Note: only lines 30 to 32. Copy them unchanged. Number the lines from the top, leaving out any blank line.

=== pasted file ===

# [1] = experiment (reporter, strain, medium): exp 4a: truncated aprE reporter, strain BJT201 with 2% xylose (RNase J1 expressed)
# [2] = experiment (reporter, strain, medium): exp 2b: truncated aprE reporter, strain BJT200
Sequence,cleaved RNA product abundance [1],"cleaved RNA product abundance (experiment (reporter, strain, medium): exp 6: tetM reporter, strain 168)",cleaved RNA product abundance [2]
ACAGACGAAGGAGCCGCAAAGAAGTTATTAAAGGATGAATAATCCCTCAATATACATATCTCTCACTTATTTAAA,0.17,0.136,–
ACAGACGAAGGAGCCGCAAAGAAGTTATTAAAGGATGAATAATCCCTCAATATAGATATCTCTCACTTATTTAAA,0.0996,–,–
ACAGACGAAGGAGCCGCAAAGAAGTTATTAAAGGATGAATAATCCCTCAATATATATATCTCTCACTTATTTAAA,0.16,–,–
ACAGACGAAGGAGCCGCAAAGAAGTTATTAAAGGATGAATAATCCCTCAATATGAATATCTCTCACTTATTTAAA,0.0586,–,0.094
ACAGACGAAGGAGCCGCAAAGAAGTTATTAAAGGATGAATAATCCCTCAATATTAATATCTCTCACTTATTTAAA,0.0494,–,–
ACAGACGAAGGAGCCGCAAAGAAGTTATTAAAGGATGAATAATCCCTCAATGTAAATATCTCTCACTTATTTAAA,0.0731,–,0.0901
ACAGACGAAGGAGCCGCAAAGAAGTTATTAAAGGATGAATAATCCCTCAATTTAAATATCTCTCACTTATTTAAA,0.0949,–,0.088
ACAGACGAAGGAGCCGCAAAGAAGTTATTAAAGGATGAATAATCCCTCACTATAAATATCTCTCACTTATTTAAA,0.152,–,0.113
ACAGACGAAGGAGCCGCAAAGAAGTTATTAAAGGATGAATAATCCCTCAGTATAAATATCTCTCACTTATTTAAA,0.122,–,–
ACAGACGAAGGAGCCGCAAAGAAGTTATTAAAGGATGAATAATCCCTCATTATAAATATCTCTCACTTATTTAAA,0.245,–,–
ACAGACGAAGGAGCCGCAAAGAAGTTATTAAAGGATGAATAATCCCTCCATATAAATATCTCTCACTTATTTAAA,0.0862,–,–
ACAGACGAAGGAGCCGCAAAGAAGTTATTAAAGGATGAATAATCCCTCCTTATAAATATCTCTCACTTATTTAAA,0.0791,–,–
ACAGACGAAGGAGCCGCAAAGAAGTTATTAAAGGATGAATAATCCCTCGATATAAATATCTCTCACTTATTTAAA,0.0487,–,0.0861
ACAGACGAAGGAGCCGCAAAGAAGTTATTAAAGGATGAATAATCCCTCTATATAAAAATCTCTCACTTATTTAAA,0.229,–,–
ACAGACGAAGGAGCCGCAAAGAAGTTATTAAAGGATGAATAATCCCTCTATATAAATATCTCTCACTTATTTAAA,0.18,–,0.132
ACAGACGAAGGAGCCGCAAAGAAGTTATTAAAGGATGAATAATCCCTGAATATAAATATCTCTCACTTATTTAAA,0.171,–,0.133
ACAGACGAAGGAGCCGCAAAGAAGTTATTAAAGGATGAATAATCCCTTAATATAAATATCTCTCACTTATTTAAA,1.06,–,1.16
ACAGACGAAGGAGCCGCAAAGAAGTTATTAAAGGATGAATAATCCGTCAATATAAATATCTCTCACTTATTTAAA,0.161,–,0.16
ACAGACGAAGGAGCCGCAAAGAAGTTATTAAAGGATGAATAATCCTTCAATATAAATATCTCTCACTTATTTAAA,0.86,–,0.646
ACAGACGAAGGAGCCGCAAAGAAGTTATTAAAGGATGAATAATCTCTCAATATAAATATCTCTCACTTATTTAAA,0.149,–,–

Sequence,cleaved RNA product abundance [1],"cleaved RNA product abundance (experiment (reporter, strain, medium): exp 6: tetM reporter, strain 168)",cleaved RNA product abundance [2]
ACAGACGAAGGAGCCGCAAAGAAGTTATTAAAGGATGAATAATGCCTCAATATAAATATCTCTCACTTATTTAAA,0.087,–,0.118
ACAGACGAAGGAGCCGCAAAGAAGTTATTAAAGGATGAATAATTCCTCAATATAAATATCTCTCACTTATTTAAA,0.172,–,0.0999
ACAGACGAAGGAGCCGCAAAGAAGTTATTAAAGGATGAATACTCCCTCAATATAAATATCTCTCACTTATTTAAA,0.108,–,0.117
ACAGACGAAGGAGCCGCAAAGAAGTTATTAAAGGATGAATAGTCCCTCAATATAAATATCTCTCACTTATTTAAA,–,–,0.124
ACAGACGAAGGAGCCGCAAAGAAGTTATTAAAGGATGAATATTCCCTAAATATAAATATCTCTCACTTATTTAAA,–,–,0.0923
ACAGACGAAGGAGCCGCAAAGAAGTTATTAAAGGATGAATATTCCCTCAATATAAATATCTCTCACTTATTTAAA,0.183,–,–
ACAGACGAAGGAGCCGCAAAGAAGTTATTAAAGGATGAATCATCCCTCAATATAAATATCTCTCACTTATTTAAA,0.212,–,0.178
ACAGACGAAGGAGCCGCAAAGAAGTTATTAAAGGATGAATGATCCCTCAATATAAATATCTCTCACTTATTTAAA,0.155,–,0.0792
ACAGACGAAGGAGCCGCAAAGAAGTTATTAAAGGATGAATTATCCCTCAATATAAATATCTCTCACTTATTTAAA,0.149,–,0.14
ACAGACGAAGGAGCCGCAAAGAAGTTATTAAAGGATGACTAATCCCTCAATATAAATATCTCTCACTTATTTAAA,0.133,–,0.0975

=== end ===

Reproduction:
ACAGACGAAGGAGCCGCAAAGAAGTTATTAAAGGATGAATATTCCCTCAATATAAATATCTCTCACTTATTTAAA,0.183,–,–
ACAGACGAAGGAGCCGCAAAGAAGTTATTAAAGGATGAATCATCCCTCAATATAAATATCTCTCACTTATTTAAA,0.212,–,0.178
ACAGACGAAGGAGCCGCAAAGAAGTTATTAAAGGATGAATGATCCCTCAATATAAATATCTCTCACTTATTTAAA,0.155,–,0.0792